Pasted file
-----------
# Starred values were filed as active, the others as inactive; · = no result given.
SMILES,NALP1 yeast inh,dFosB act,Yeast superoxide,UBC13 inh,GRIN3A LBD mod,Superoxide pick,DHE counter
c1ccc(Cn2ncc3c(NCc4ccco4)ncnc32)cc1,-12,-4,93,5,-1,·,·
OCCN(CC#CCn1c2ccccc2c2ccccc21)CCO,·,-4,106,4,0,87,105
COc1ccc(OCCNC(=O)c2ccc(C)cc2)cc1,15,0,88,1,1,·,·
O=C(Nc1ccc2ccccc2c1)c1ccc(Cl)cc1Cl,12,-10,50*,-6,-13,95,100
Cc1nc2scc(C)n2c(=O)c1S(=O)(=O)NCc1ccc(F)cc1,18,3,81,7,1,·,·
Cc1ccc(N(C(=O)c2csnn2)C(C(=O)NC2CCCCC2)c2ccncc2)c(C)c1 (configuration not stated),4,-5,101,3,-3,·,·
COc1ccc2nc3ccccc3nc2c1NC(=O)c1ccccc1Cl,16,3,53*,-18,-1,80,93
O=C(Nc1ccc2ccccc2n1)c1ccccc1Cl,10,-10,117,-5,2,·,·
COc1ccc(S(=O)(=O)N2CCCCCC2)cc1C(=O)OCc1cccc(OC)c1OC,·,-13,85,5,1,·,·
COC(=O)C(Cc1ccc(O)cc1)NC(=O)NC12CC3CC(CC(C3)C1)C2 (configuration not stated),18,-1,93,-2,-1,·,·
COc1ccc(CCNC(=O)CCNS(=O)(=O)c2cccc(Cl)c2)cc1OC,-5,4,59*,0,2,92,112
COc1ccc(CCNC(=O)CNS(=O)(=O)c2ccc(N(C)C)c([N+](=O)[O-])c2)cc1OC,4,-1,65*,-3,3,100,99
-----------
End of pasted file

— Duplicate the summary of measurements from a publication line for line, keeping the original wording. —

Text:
# Starred values were filed as active, the others as inactive; · = no result given.
SMILES,NALP1 yeast inh,dFosB act,Yeast superoxide,UBC13 inh,GRIN3A LBD mod,Superoxide pick,DHE counter
c1ccc(Cn2ncc3c(NCc4ccco4)ncnc32)cc1,-12,-4,93,5,-1,·,·
OCCN(CC#CCn1c2ccccc2c2ccccc21)CCO,·,-4,106,4,0,87,105
COc1ccc(OCCNC(=O)c2ccc(C)cc2)cc1,15,0,88,1,1,·,·
O=C(Nc1ccc2ccccc2c1)c1ccc(Cl)cc1Cl,12,-10,50*,-6,-13,95,100
Cc1nc2scc(C)n2c(=O)c1S(=O)(=O)NCc1ccc(F)cc1,18,3,81,7,1,·,·
Cc1ccc(N(C(=O)c2csnn2)C(C(=O)NC2CCCCC2)c2ccncc2)c(C)c1 (configuration not stated),4,-5,101,3,-3,·,·
COc1ccc2nc3ccccc3nc2c1NC(=O)c1ccccc1Cl,16,3,53*,-18,-1,80,93
O=C(Nc1ccc2ccccc2n1)c1ccccc1Cl,10,-10,117,-5,2,·,·
COc1ccc(S(=O)(=O)N2CCCCCC2)cc1C(=O)OCc1cccc(OC)c1OC,·,-13,85,5,1,·,·
COC(=O)C(Cc1ccc(O)cc1)NC(=O)NC12CC3CC(CC(C3)C1)C2 (configuration not stated),18,-1,93,-2,-1,·,·
COc1ccc(CCNC(=O)CCNS(=O)(=O)c2cccc(Cl)c2)cc1OC,-5,4,59*,0,2,92,112
COc1ccc(CCNC(=O)CNS(=O)(=O)c2ccc(N(C)C)c([N+](=O)[O-])c2)cc1OC,4,-1,65*,-3,3,100,99